The tropical origins dictate where basils grow best: a warm, sunny location where plenty of moisture is available. Basils require at least four hours of sun daily and should not be planted until night temperatures are in the upper 50s F. (13 to 15 C).
Basils will tolerate a wide variety of growing conditions but do best when planted in rich, well-drained soil. To provide proper air circulation and discourage disease, plants should be set about a foot apart. Pinch back the top of the tender stems to encourage a bushier plant.
Keep an eye out for flowers and prune them off immediately to promote further leaf growth.
Water regularly -- at least one inch per week. Basils grow quickly and are heavy feeders, so be sure to give them a dose of liquid fertilizer twice a month.
If you don’t have room to plant basils outdoors, or if you live in an area where summer evenings are cool, try growing basil in clay pots. It is one of the few flowering herbs traditionally raised as a potted plant. Gardeners in England often presented guests with a pot of basil as a symbol of good wishes.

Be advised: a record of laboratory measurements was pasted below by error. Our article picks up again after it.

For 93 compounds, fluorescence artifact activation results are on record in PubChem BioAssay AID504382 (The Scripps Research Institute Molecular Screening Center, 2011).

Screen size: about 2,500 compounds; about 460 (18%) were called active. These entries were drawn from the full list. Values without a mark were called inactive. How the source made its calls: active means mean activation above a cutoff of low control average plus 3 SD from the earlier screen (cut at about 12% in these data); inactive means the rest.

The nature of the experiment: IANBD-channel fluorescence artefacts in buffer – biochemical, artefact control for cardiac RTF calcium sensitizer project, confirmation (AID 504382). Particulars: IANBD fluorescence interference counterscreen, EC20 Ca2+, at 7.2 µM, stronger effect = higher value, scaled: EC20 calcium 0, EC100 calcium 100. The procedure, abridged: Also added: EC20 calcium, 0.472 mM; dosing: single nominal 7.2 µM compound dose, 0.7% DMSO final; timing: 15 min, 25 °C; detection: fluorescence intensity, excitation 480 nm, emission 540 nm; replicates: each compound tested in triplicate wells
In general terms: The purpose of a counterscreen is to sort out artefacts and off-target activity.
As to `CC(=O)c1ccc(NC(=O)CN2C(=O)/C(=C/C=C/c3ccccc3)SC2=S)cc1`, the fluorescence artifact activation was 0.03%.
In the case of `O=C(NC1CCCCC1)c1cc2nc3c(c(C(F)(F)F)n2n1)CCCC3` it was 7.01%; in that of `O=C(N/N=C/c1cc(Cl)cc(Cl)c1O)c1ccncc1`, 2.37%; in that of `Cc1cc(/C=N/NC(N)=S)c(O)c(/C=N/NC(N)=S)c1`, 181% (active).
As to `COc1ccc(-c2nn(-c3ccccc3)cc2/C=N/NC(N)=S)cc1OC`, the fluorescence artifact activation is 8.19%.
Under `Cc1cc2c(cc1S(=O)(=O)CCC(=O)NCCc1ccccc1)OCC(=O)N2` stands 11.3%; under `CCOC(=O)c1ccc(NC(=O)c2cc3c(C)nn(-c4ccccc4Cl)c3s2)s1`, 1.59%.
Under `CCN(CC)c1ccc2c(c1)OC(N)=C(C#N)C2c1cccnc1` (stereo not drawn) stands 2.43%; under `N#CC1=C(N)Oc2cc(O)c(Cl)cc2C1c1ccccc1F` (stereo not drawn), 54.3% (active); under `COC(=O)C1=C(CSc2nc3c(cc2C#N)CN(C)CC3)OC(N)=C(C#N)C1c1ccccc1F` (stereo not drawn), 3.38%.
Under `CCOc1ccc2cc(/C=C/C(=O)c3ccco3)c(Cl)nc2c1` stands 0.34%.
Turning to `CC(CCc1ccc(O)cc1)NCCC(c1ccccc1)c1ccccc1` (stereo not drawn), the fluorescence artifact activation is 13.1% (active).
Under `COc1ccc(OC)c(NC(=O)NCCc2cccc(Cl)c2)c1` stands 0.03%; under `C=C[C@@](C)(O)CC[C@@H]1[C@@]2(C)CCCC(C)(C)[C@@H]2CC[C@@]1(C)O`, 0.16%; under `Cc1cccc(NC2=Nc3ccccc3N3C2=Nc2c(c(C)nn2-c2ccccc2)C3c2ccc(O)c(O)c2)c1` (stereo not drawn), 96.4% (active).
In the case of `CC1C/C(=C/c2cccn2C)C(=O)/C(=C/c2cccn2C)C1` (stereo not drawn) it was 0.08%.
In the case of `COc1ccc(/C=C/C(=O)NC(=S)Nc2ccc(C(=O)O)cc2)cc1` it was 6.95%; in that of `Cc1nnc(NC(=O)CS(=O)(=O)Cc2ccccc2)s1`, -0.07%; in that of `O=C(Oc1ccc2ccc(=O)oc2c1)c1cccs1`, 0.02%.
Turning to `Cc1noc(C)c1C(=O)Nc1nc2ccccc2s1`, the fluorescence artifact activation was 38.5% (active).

We’re all familiar with the popular culinary basils including Genoa Green and Genovese. They are two of the best selections for pesto but some of these colorful varieties are also great choices for cooking and garden display:
African Blue basil -- Green leaves shaded with purple; leaf veins and stems are purple. A wonderful ornamental plant.
Red Rubin -- Rich, dark purple leaves have a clovelike spiciness. May be a bit strong for pestos.
Cinnamon basil -- Dark green, distinctively veined foliage, spicy aroma with a hint of cinnamon.